Marc Carlisle: Tony Soprano can teach us about the holidays
On the Marc
I’m about six years behind the typical TV viewer. I catch the Simpsons in reruns, have only just discovered Family Guy, and while everyone else watched the last of the Sopranos, I now have the first season on DVD.
The characters created by Van Zandt, Marchand and Gandolfini carry the show.
Good thing, too, because not even Shakespeare could punch up dialogue that requires some variation of a single four-letter word in every line. Despite the handicap, the writers manage some aural gems. In one exchange with his psychiatrist Dr. Melfi, Tony Soprano complains that “my (expletive) cousin is making me so (expletive) angry,” to which Melfi responds, “No! You make you angry! It’s not your cousin; you’re angry because you decided to be angry!”
Or upset, or anxious, or worried or frazzled. She’s right, and certainly how we choose to deal with Christmas illustrates the point. Hardly anyone seems merry at Christmas, or happy at the prospect of a new year, and the explanation is not some unseen yet irresistible physical force or pernicious mind control. We choose to be unhappy at the prospect of a birthday celebration, a party where we’re not even required to bake a cake, wear a funny hat, or even buy a gift.
Admission to the celebration is free, no purchase required, but instead, with only four shopping days left until Christmas, we will curse, swear, growl and grumble until we’ve bought something for everyone on our list. We’ll spend an average of $700 on gifts for each other, but Christians, quick show of hands, who spent the same amount on a gift for the birthday boy or his suggested beneficiaries?
Got plans to cut a check to the church where you choose to come together with others and celebrate the day?
This holiday asks you to do the latter, yet we choose to do the former. To the parents who say they must spend, that they buy toys for their kids because peer pressure and conformity leave them no choice, I say shame on you.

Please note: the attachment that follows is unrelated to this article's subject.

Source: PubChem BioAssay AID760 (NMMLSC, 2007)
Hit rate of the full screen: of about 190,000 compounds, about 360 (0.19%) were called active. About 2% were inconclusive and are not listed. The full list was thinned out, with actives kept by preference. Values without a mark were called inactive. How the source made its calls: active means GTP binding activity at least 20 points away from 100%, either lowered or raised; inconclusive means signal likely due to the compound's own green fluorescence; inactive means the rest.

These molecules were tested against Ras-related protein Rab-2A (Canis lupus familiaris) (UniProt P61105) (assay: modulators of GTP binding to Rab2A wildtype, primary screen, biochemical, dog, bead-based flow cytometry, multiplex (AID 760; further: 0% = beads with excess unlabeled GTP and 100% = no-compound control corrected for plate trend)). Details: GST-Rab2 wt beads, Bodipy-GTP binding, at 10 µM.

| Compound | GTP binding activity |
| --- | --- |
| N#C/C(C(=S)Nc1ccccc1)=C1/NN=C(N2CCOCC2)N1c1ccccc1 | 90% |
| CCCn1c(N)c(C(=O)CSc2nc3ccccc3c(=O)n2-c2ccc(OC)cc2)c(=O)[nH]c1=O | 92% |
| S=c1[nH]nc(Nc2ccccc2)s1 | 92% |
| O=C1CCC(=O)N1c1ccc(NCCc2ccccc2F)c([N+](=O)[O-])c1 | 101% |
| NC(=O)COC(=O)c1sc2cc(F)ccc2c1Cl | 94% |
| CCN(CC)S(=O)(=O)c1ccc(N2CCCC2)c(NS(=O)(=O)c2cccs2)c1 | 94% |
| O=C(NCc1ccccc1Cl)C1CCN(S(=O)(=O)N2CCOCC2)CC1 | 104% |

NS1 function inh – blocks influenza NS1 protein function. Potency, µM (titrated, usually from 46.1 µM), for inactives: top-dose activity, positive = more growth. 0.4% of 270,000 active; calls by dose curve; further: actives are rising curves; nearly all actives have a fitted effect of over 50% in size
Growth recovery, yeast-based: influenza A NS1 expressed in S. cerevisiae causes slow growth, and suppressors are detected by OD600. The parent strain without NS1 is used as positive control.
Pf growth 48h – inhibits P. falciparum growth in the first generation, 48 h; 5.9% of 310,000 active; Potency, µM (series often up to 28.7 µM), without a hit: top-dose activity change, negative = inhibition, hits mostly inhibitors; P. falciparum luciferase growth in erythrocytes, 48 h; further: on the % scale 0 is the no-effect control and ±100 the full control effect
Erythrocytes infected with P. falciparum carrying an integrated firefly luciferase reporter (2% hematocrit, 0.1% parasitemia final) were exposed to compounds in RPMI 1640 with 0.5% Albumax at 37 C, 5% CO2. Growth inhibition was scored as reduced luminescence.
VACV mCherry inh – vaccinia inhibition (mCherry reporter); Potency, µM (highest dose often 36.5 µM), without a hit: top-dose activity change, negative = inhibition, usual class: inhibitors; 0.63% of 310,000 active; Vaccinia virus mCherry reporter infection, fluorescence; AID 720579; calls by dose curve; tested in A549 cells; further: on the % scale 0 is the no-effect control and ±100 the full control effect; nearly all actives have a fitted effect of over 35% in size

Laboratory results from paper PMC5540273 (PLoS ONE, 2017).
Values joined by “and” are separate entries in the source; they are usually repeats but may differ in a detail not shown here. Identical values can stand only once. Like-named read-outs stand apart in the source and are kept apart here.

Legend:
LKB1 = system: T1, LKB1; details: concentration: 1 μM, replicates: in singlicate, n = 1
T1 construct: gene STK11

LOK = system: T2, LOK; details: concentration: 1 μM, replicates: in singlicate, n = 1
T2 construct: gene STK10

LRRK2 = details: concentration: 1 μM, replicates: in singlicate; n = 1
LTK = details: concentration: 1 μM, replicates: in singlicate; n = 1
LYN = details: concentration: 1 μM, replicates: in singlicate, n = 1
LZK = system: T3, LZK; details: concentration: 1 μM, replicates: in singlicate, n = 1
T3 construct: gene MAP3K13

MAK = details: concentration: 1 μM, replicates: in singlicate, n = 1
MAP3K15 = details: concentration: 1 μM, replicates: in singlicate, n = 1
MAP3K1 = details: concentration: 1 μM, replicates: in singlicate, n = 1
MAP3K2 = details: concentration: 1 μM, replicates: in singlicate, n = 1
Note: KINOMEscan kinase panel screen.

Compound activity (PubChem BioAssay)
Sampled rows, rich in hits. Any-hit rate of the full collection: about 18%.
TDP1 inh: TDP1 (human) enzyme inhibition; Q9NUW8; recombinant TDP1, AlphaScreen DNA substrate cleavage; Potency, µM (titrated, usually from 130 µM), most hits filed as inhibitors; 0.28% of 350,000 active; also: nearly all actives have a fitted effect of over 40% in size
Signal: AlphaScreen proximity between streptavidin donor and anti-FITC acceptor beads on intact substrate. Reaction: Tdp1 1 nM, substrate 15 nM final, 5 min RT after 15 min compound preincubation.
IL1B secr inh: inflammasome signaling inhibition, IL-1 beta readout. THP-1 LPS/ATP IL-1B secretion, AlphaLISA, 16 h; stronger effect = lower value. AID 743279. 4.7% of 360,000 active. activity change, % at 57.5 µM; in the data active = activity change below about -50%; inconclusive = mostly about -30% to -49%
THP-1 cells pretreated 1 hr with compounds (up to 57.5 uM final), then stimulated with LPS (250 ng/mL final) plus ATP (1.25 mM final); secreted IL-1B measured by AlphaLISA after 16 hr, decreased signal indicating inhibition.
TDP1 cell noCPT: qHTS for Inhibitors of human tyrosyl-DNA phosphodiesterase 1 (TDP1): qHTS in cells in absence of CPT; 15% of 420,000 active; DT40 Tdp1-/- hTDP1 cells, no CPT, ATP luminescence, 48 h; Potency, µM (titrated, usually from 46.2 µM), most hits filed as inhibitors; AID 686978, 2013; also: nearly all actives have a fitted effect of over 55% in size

When your kid tries drugs, will you accept the need to conform and peer pressure as excuses? If your high school senior reads at a fifth grade level, or can do no arithmetic without a calculator, do you console yourself that your kid fits in with all the other kids who are as ignorant? I hope you choose to expect more from your kids, and at Christmas, at least acknowledge that you choose to set the opposite example.
You could choose not to buy anything or, if you’re going to spend so much money, do it with heart, not because the calendar and convention dictate a spending spree.
Assume for a moment that we didn’t feel pressured to buy gifts for friends and family at Christmas. Husbands and wives, boyfriends and girlfriends aside, when was the last time you bought something for a member of the family or a friend because you wanted to, not because you had to when Dec. 25 rolled around?
When did you last buy something for someone at any other time of year confident that you’d purchased something they wanted, or hoped to have but couldn’t find, or couldn’t afford?
Doubtless some of the purchases you will make this Christmas will be pigs in a poke because you don’t know what’s wanted, so you hope for the best with a tie or a sweater. True friends and family deserve personal gifts, maybe handmade, at least chosen because of how well we know our friends and family. We buy gift cards with the whopping rationalization, “It’s the thought that counts.” Gift cards are the opposite, proof that we know so little about the needs and wants of friends and family that we can’t even buy them one lousy gift.
And here’s your chance to be happy and merry. You have the makings of a very good New Year’s resolution, to find for yourself, friends and family the true meaning of Christmas for next year.
Christmas has nothing to do with St. Nicholas, neither the creation of the Coca-Cola corporation that we associate with Santa Claus, nor the original Nicholas, a Turk, who was not a saint but who did have the very good idea to give gifts anonymously to the needy.
And next year, consider the example of the birthday boy, and when you give, give of yourselves not just your wallet, as often as you can and without any expectation, and have a Merry Christmas.
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